Journal

A Forum for Diary Entries, Essays, Observations, Poetry, News, and Reviews

The Naming of the Park

You don’t have to live in a grand English mansion on a huge country estate to name the place according to its antiquity, design distinction, prestige of its proprietors, and pleasure for visitors who appreciated the fusion of nature and art as a pinnacle of cultural tourism exemplifying the Romantic movement’s influence on landscape design. In opposition to this aristocratic attitude is the ideal of a democratic landscape such as the one you find in the heart of New York City’s borough of Manhattan. To advocate an infusion of non-urban rurality as a counterbalance to the bustling city surrounding the park Frederick Law Olmsted appropriated the epithet “rus in urbe, to denote the countryside within the city. Although no Latin linguist, I was sufficiently in accord with the characterization of the park as place where countryside fused with the city to create a landscape in which farm fields and forested lands could be incorporated into a metropolitan setting that I decided to honor Olmsted’s observation in the following sonnets. READ MORE >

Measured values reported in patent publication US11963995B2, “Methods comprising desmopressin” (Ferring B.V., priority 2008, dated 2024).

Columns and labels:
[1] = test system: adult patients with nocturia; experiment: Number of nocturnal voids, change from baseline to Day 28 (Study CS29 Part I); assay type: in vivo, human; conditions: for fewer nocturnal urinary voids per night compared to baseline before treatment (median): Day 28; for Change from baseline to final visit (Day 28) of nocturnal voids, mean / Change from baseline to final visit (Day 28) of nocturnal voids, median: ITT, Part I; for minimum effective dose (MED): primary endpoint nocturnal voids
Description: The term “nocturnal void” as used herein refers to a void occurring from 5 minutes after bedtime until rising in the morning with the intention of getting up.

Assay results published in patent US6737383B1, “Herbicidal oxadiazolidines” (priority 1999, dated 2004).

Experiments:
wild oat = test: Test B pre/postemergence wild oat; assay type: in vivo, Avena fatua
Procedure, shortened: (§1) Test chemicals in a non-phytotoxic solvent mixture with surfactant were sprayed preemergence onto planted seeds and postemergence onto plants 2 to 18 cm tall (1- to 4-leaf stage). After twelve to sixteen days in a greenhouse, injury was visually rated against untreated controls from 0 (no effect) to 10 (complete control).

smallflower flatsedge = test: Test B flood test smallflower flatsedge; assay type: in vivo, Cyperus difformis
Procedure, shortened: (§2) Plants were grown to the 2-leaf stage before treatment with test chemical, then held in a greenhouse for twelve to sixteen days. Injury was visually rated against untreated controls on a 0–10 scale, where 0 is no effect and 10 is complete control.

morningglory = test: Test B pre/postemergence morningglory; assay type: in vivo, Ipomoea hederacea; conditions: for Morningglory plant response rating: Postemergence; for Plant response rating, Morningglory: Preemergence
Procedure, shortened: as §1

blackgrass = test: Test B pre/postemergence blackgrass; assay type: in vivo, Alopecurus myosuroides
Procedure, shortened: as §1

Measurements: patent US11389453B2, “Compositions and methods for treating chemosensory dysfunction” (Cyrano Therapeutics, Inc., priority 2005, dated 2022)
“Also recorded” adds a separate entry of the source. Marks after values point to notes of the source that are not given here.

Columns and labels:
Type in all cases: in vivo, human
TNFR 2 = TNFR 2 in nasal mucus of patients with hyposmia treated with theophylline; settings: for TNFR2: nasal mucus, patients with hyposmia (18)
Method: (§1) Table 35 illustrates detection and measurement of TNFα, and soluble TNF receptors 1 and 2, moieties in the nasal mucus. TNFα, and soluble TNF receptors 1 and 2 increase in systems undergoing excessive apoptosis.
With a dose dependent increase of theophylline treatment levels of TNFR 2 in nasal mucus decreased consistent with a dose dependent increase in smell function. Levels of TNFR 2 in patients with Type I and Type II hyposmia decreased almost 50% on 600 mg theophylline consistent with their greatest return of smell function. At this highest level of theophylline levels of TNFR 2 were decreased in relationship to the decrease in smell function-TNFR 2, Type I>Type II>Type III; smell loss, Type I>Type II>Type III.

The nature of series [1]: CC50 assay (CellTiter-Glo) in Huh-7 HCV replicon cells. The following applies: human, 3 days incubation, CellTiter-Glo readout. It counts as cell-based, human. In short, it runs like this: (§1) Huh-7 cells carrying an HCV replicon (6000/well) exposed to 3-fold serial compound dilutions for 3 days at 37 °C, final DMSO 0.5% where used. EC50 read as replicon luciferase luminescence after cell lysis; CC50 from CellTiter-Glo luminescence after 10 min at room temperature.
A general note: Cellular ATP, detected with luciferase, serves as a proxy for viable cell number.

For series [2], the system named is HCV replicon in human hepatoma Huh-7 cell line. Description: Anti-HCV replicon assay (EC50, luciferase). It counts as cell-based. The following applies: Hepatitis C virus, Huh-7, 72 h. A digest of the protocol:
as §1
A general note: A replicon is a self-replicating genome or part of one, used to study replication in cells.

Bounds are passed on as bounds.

Part Five: Central Park as An Outdoor Museum

Central Park is a great work of land art in its own right, which during the course of time has become a showcase for memorial statues honoring literary, cultural, and political figures famous in the public eye and other sculptures including ones of animals inspired by the park as a setting for display or famous in the popular imagination as characters in children’s stories. READ MORE >